Privacy Amendment (Notifiable Data Breaches) Act 2017: Tips for best practices

This is the final part in our 6 part series on the new Privacy Amendment (Notifiable Data Breaches) Act 2017, coming into effect in Australia today, 22nd February 2018. Click here to read the rest of the series.

Over the last 5 weeks, we’ve discussed the NDB Act in detail, covering the basics, what qualifies as a breach under the scheme, penalties, implications, and our thoughts on the NDB Act. This week, we look closer at how you can best prepare your business for the new legislation.


Best practice for compliance

In the face of the changes to privacy law this month, every Australian business needs to inspect and assess the standard of their data protection practices. Organisations should be reviewing and renewing their data handling policies, retraining staff, rewriting data breach response plans, and elevating data security to boardroom level. The steps in this post act as a guide to help businesses properly assess their protection practices. This list is not exhaustive, but is a solid starting point for businesses preparing for the NDB Act to come into effect.

1. Policies

  • Conduct a Privacy Impact Assessment (PIA) or an assessment of information security risk. The OAIC website can help you to determine if you require a PIA or an information security risk assessment.
  • Redraft data protection and security policies and standards relating to data collection, data residency and retention, and data destruction.
  • Review agency agreements and candidate policies, outsourcing agreements, and third party contracts.

2. Staff

  • Involve senior management in the digital security process.
  • Consider appointing a steering committee to ensure your practices will stand up to the new legislation.
  • Consider appointing a dedicated data protection officer.
  • Educate your staff on good cyber-security workplace habits.
  • Review the code of conduct for all employees.
  • Ensure your staff complies with strict policies regarding sensitive data.
  • Ensure all contractors and suppliers with access to personal information comply with your policies.

3. Practice

  • Equip all hard drives with digital security safeguards and software.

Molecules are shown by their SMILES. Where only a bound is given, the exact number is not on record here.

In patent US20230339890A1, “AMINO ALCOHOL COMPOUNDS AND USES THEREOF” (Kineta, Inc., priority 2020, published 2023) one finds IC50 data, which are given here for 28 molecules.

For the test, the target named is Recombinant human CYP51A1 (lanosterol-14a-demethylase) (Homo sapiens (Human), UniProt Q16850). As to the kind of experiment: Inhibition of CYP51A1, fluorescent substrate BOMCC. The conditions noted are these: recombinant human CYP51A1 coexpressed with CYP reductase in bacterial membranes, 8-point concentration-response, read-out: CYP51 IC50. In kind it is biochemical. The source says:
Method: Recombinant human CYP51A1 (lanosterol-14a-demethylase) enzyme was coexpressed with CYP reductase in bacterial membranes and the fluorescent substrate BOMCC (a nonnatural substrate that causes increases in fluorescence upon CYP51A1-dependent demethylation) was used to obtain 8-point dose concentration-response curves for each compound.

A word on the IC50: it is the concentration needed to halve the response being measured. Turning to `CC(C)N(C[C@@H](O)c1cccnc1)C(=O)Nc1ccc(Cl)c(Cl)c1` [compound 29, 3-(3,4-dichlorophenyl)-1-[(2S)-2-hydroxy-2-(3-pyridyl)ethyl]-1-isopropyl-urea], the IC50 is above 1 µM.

• Keep all programs updated and patched.
  • Ensure that your information handling practices include privacy protection measures.
  • Work with a reputable data destruction company to dispose of digital copies of personal information safely and permanently.

4. Response procedures

  • Install appropriate monitoring and alarm systems so that immediate action can be taken in the case of a breach.
  • Introduce a data breach response plan that includes reporting to the Office of the Australian Information Commissioner.
  • Consider insurance as a means of covering losses in the case of an eligible data breach.

The correct policy, practice, education, and response procedures will minimise the risk of experiencing a data breach. At the same time, these steps will help your business fulfil the legal requirements of the Privacy Act 1988 and the Privacy Amendment (Notifiable Data Breaches) Act 2017. By employing best practice and keeping all your procedures up to date, you will safeguard yourself, your reputation, and your customers against the potential risks of an eligible data breach.


For more information, click here to download our white paper all about the new Act, including our tips and advice on meeting your data security obligations.


This blog post is intended for informational purposes only. Although every effort has been made to present accurate and current information, accuracy cannot be guaranteed. Please note that the information within this blog post does not constitute legal advice and should not be relied upon as such. For legal or professional advice, contact a solicitor.